When divorcing parents come into court for a decision on parenting arrangements, judges in Florida base their decisions on the best interests of the child. While a judge will assess every situation individually, Florida law recognizes that children generally benefit from maintaining frequent contact with both parents and from having both parents participate in parental decision-making after divorce. Neither parent begins with any greater right to custody. Judges can consider any factor relevant to parenting, and are guided by some factors that are set out in the state’s laws—generally falling into the following basic categories:
Florida’s policy in favor of shared parental responsibility will not apply if a court finds that it would be detrimental to the child. Parents may lose custody or visitation rights if there’s evidence of domestic or sexual violence, or evidence of child abuse, abandonment, or neglect. It’s also possible for a judge to order supervised visitation. Other factors a court may consider in assessing a child’s health and safety include the mental and physical health of the parents or evidence of substance abuse within a parent’s home.
Judges expect parents to put the needs of their children first, before their own. A court will consider the extent to which each parent has demonstrated an ability and desire to meet a child’s developmental needs and be involved in the child’s life. This might include evidence that the parent knows the child’s friends, teachers, and medical care providers; is aware of the child’s daily activities and favorite things; and has participated in the child’s school and extracurricular activities. The court will also consider each parent’s ability to provide routines for the child, including consistent discipline and daily schedules for homework, meals, and bedtime, and the extent to which each parent participated in parenting tasks prior to the divorce. Courts favor arrangements that maintain stability and minimize disruption. A judge will consider the impact of frequent travel between the homes of the parents, particularly when the children are young. A judge who believes that a child is old enough and mature enough to make intelligent and independent choices may allow the child to state a preference as to custody.
Florida law places a strong emphasis on the ability of each parent to encourage a positive relationship between the child and the other parent. The court will assess each parent’s ability and willingness to honor the time-sharing schedule, and to make reasonable adjustments without resorting to court intervention. A court will also consider each parent’s ability to communicate with the other parent, to keep the other parent informed of the child’s activities and other issues, and to adopt a unified front regarding major issues. A court might reduce a parent’s custody or parenting time if the parent provides false evidence of domestic violence, sexual violence, child abuse, child abandonment, or child neglect against the other parent. Parents are also expected to protect a child from the stress of divorce, including refraining from making disparaging comments about the other parent in front of the child.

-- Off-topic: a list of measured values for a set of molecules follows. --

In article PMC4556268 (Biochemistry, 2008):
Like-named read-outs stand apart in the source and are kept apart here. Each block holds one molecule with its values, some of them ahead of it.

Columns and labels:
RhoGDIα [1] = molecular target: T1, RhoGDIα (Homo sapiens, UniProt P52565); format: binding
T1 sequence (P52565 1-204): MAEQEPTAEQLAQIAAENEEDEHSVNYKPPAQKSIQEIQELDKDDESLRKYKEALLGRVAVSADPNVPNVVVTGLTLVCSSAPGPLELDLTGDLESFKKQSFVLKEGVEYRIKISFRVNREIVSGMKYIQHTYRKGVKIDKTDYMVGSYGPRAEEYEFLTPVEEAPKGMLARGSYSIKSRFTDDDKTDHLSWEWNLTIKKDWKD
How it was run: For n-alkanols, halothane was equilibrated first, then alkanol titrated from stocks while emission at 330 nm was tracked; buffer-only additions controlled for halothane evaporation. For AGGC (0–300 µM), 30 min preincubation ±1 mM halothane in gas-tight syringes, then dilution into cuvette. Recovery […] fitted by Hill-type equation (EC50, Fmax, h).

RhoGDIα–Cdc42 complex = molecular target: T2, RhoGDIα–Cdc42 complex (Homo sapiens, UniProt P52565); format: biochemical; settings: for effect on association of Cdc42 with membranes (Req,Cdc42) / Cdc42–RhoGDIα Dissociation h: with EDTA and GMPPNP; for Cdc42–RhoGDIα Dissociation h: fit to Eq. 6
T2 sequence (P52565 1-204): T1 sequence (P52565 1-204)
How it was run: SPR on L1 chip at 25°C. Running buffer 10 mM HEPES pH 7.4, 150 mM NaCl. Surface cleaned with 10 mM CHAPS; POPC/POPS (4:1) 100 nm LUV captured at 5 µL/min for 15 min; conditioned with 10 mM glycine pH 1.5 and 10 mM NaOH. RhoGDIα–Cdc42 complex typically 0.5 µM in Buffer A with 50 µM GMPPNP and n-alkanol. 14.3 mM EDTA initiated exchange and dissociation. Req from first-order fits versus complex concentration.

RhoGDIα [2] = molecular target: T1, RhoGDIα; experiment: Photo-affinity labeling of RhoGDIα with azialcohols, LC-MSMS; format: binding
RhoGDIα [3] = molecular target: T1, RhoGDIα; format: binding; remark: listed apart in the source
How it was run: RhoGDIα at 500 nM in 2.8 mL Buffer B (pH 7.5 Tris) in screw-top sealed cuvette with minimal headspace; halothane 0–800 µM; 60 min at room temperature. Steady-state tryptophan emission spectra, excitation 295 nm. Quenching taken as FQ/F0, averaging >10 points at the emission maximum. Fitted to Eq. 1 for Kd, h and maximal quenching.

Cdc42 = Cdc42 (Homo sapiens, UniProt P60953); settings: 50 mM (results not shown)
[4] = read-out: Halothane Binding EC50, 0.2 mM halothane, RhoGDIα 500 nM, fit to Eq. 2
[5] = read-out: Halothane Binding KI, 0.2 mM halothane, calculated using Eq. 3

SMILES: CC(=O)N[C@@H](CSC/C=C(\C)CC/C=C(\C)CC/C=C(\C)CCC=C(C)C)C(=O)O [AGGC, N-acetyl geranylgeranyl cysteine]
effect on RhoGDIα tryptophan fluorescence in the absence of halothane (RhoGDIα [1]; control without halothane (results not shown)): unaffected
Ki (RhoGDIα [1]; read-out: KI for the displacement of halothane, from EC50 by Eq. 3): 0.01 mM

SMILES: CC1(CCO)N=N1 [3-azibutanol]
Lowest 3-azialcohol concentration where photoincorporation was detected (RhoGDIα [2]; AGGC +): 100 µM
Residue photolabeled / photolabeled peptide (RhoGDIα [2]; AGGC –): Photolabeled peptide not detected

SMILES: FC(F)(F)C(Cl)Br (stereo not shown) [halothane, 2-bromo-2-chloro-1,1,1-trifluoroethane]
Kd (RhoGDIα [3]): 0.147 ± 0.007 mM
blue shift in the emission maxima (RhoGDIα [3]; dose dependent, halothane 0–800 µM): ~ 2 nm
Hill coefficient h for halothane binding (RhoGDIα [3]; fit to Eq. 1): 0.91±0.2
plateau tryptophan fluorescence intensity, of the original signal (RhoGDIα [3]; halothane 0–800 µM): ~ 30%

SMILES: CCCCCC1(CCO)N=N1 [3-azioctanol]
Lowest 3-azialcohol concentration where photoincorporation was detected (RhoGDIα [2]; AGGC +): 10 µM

Florida law provides that the moral fitness of a parent is a factor in determining the best interests of a child. Moral fitness generally refers to circumstances that might affect a child’s moral and ethical development—for example, substance abuse, frequent casual relationships with multiple partners, verbal abuse, or illegal behavior. Whether or not a court might consider the behavior of an adulterous parent during the marriage would depend upon whether such behavior had a significant negative impact upon the child.
Custody consists of both legal custody, which refers to a parent’s responsibility for making major decisions concerning a child’s health, education, or general welfare; and physical custody, which refers to the child’s physical presence with a parent. Florida law favors joint legal custody unless there is evidence that this would be detrimental to the child. Parents are free to divide responsibilities between themselves over matters of education, health care, or other aspects of a child’s welfare, provided that the division is consistent with the child’s best interests. A court may also grant sole legal custody to one parent, with or without time-sharing with the other parent. A judge granting joint legal custody may also decide that the child should spend approximately equal amounts of time with each parent, or may find that it is better for the child to have one primary physical home and to spend specific periods of time at the home of the other parent. There is no presumption either in favor of or against any specific time-sharing schedule in a parenting plan.
Florida law requires parents who will share time with minor children to have written parenting plans. In order for a plan to be approved by the court, it must include, at a minimum, details of the following: